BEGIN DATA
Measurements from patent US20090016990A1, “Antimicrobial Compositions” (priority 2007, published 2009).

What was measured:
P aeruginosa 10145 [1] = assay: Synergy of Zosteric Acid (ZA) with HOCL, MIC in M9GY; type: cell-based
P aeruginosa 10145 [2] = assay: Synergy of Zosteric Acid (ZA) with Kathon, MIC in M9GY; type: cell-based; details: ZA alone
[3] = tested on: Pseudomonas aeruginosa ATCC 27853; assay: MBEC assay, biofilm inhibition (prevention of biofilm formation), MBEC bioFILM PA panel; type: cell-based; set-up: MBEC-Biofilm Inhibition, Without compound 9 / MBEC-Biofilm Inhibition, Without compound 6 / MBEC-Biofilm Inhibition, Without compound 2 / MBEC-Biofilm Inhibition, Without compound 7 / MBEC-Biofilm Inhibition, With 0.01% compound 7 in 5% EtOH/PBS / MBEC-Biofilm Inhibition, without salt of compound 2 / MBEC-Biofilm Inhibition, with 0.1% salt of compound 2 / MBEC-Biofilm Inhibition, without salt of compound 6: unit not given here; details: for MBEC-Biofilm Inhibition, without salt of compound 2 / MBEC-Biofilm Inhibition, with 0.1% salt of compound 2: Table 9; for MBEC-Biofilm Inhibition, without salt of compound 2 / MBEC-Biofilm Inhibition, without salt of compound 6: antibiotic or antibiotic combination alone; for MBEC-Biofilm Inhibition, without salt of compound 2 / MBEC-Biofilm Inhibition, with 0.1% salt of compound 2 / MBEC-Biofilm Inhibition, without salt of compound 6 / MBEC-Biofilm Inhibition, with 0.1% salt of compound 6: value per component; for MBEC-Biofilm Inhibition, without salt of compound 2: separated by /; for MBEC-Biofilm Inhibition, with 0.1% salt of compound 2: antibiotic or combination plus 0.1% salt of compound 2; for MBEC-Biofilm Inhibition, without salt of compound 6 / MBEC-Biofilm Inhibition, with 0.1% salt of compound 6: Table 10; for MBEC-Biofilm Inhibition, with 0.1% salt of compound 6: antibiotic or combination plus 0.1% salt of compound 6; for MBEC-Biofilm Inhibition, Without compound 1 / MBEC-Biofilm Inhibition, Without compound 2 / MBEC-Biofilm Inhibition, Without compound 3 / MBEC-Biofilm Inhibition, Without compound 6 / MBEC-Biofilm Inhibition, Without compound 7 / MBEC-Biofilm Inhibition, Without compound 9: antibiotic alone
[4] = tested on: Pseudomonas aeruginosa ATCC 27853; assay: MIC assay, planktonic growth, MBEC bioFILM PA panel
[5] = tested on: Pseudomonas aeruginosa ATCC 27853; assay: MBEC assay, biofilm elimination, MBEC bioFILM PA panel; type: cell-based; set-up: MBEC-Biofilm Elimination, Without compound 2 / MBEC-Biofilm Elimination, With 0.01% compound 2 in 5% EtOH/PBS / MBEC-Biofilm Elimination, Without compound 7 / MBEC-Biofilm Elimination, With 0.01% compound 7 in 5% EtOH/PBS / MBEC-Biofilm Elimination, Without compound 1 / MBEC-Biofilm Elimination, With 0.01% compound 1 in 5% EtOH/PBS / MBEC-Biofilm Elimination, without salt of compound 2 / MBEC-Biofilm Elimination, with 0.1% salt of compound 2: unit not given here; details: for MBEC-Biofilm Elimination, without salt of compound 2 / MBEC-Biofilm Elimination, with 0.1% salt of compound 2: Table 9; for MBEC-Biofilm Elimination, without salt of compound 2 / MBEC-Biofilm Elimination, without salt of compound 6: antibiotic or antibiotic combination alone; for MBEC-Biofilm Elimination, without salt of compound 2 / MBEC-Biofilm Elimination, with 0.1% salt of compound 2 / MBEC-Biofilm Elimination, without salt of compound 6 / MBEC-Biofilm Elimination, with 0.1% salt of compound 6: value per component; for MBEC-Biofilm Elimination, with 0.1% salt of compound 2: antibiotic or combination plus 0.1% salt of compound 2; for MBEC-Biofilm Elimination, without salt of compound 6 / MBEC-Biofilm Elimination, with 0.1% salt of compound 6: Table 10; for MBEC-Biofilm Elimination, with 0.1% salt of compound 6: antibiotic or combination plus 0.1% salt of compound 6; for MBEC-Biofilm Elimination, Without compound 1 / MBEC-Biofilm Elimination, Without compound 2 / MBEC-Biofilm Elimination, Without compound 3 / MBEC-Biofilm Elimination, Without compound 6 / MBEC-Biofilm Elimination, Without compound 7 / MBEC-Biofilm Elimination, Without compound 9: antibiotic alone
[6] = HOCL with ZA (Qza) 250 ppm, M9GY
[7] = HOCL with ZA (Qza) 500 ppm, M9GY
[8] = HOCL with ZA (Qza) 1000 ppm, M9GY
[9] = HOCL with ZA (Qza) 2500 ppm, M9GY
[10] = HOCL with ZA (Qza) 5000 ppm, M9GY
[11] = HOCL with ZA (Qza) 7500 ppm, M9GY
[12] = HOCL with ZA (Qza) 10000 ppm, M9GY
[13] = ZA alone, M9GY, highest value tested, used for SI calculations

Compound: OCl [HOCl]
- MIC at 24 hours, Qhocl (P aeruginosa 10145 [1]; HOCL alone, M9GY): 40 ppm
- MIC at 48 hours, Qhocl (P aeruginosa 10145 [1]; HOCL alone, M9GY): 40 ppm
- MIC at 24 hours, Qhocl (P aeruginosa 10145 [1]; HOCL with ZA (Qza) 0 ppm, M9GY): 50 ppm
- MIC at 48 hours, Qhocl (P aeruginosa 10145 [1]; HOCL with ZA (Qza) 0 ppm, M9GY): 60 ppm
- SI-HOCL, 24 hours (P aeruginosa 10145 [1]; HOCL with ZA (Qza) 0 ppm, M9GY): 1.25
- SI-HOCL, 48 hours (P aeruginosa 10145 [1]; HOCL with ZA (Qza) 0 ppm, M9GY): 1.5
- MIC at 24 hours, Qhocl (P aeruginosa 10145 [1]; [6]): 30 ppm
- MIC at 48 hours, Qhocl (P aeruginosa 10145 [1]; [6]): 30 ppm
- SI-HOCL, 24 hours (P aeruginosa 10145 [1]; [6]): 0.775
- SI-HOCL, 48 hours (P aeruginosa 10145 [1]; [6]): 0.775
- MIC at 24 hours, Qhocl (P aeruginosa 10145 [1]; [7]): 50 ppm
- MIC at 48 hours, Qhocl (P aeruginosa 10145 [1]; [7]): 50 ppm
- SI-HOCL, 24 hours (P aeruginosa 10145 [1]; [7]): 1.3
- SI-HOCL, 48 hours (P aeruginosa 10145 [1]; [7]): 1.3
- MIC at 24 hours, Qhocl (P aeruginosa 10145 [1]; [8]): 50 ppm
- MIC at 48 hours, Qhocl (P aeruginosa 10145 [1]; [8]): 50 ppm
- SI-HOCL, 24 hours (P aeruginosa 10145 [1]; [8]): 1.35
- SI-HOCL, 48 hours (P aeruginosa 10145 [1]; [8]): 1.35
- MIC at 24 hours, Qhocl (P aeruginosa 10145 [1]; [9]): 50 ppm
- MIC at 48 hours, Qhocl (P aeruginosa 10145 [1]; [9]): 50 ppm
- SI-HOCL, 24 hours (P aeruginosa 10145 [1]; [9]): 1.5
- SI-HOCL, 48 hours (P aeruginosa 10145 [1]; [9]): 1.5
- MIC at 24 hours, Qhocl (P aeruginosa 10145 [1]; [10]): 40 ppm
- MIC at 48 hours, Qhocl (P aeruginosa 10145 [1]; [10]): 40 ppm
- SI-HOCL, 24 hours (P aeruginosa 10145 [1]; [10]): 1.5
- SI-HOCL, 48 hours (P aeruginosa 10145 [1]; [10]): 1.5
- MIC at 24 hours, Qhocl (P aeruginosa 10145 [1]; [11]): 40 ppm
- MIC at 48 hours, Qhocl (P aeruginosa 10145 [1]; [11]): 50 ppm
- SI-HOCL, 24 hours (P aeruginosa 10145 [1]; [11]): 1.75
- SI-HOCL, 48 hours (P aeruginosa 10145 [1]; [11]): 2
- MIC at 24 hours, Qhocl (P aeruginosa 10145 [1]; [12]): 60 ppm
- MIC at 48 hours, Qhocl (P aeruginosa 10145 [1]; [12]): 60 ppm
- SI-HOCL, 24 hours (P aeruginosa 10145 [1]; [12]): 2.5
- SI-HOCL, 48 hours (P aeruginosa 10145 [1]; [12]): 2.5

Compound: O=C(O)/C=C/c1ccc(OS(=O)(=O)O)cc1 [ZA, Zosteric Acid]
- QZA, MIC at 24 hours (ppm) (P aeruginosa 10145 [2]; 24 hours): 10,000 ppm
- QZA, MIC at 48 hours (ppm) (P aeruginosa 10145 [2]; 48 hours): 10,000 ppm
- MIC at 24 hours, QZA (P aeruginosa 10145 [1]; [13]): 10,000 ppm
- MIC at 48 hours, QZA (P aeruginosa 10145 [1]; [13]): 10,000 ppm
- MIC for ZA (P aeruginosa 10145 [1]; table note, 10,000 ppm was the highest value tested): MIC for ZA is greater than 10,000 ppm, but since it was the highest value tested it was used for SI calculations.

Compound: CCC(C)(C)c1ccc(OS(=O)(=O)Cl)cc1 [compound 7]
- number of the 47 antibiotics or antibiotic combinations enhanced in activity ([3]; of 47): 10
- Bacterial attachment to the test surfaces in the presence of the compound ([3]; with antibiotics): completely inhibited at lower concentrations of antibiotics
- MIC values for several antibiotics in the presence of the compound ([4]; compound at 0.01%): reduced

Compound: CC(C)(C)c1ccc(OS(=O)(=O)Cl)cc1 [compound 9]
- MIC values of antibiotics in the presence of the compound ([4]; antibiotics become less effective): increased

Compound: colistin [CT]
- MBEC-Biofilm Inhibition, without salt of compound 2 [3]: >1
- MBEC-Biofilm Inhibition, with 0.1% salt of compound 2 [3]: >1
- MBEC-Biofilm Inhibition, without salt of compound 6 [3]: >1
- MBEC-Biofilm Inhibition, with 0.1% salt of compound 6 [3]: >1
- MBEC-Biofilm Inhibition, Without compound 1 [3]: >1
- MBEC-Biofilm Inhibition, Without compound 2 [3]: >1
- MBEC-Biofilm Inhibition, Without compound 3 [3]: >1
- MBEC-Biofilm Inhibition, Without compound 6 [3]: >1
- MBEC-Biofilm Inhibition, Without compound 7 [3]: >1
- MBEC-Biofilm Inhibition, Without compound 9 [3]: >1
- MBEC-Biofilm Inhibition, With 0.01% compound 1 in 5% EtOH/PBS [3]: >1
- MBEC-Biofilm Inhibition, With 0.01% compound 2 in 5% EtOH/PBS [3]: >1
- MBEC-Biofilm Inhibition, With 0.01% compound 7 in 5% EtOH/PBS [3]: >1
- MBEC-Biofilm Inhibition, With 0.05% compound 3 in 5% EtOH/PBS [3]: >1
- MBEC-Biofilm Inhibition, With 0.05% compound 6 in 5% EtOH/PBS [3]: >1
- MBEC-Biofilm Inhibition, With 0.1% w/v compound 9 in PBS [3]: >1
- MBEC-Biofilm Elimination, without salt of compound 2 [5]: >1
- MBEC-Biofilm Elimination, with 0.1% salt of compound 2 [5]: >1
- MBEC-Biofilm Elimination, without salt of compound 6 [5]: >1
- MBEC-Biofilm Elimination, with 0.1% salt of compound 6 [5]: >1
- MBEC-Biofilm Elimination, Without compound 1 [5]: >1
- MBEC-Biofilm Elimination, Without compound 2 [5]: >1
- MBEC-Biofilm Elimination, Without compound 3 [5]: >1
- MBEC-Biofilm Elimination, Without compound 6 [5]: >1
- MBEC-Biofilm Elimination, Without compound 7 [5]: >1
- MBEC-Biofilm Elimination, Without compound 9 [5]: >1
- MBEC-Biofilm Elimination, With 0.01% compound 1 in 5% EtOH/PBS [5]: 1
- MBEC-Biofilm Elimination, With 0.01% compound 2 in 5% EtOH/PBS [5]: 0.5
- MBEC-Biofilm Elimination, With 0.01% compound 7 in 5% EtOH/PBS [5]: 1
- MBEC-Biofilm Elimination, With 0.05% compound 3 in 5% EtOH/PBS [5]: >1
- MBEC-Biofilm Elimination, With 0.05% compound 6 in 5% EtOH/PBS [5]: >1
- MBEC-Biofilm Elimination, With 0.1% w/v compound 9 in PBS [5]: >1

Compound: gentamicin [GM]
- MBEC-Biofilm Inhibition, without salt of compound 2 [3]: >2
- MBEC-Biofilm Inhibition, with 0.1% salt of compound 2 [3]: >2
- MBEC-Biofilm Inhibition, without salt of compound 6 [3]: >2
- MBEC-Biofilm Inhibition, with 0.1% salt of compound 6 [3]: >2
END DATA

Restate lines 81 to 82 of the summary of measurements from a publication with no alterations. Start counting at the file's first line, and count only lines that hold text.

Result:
- MBEC-Biofilm Elimination, with 0.1% salt of compound 2 [5]: >1
- MBEC-Biofilm Elimination, without salt of compound 6 [5]: >1